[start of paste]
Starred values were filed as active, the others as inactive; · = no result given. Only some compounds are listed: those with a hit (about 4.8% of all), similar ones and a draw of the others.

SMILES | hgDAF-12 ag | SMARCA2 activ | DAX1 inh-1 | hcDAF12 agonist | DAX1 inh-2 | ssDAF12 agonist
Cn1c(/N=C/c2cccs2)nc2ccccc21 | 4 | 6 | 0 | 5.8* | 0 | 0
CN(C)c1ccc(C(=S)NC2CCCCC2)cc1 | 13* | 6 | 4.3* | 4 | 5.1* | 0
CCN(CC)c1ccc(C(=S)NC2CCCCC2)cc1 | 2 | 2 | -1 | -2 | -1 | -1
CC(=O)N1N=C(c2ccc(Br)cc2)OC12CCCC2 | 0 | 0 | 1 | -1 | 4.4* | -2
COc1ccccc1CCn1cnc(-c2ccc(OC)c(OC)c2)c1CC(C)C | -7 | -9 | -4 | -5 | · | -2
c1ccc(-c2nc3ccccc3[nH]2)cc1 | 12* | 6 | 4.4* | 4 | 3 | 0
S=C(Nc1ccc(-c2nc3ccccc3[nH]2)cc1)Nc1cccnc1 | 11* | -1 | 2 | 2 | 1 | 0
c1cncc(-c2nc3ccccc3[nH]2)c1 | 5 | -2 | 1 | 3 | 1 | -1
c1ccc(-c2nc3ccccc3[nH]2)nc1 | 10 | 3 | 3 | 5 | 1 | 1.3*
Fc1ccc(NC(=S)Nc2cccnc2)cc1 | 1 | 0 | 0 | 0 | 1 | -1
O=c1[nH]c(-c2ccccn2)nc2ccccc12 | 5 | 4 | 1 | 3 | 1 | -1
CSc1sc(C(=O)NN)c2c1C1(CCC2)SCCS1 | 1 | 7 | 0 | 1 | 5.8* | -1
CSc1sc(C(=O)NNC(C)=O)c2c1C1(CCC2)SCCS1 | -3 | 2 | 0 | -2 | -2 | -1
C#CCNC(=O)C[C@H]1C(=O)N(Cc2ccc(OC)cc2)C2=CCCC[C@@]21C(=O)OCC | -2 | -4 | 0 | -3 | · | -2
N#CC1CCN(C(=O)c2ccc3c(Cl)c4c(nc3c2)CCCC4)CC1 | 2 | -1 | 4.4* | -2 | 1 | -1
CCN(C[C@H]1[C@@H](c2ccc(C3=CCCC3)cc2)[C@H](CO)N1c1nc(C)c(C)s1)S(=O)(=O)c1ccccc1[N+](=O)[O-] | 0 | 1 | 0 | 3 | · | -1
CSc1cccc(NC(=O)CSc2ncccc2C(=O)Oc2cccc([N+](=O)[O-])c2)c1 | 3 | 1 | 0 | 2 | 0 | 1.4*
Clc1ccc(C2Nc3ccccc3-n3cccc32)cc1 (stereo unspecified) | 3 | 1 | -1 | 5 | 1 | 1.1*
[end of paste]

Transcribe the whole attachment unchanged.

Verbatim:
Starred values were filed as active, the others as inactive; · = no result given. Only some compounds are listed: those with a hit (about 4.8% of all), similar ones and a draw of the others.

SMILES | hgDAF-12 ag | SMARCA2 activ | DAX1 inh-1 | hcDAF12 agonist | DAX1 inh-2 | ssDAF12 agonist
Cn1c(/N=C/c2cccs2)nc2ccccc21 | 4 | 6 | 0 | 5.8* | 0 | 0
CN(C)c1ccc(C(=S)NC2CCCCC2)cc1 | 13* | 6 | 4.3* | 4 | 5.1* | 0
CCN(CC)c1ccc(C(=S)NC2CCCCC2)cc1 | 2 | 2 | -1 | -2 | -1 | -1
CC(=O)N1N=C(c2ccc(Br)cc2)OC12CCCC2 | 0 | 0 | 1 | -1 | 4.4* | -2
COc1ccccc1CCn1cnc(-c2ccc(OC)c(OC)c2)c1CC(C)C | -7 | -9 | -4 | -5 | · | -2
c1ccc(-c2nc3ccccc3[nH]2)cc1 | 12* | 6 | 4.4* | 4 | 3 | 0
S=C(Nc1ccc(-c2nc3ccccc3[nH]2)cc1)Nc1cccnc1 | 11* | -1 | 2 | 2 | 1 | 0
c1cncc(-c2nc3ccccc3[nH]2)c1 | 5 | -2 | 1 | 3 | 1 | -1
c1ccc(-c2nc3ccccc3[nH]2)nc1 | 10 | 3 | 3 | 5 | 1 | 1.3*
Fc1ccc(NC(=S)Nc2cccnc2)cc1 | 1 | 0 | 0 | 0 | 1 | -1
O=c1[nH]c(-c2ccccn2)nc2ccccc12 | 5 | 4 | 1 | 3 | 1 | -1
CSc1sc(C(=O)NN)c2c1C1(CCC2)SCCS1 | 1 | 7 | 0 | 1 | 5.8* | -1
CSc1sc(C(=O)NNC(C)=O)c2c1C1(CCC2)SCCS1 | -3 | 2 | 0 | -2 | -2 | -1
C#CCNC(=O)C[C@H]1C(=O)N(Cc2ccc(OC)cc2)C2=CCCC[C@@]21C(=O)OCC | -2 | -4 | 0 | -3 | · | -2
N#CC1CCN(C(=O)c2ccc3c(Cl)c4c(nc3c2)CCCC4)CC1 | 2 | -1 | 4.4* | -2 | 1 | -1
CCN(C[C@H]1[C@@H](c2ccc(C3=CCCC3)cc2)[C@H](CO)N1c1nc(C)c(C)s1)S(=O)(=O)c1ccccc1[N+](=O)[O-] | 0 | 1 | 0 | 3 | · | -1
CSc1cccc(NC(=O)CSc2ncccc2C(=O)Oc2cccc([N+](=O)[O-])c2)c1 | 3 | 1 | 0 | 2 | 0 | 1.4*
Clc1ccc(C2Nc3ccccc3-n3cccc32)cc1 (stereo unspecified) | 3 | 1 | -1 | 5 | 1 | 1.1*